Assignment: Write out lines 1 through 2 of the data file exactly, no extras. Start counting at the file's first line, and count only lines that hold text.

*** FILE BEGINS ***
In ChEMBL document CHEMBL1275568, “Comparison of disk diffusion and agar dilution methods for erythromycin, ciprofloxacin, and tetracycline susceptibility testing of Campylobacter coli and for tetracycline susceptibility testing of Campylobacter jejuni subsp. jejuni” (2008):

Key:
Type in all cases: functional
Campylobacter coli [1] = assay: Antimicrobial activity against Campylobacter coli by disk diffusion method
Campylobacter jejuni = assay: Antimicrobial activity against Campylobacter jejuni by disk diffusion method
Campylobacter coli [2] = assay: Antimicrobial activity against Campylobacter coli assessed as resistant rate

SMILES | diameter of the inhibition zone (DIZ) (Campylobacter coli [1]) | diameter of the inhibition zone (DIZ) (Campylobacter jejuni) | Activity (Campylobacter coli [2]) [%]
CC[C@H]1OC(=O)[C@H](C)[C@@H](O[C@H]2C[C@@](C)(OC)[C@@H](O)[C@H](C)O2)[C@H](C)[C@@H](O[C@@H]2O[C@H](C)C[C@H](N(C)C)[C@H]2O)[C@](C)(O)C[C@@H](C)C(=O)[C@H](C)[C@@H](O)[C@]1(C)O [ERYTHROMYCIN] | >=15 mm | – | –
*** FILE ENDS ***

In ChEMBL document CHEMBL1275568, “Comparison of disk diffusion and agar dilution methods for erythromycin, ciprofloxacin, and tetracycline susceptibility testing of Campylobacter coli and for tetracycline susceptibility testing of Campylobacter jejuni subsp. jejuni” (2008):

Key: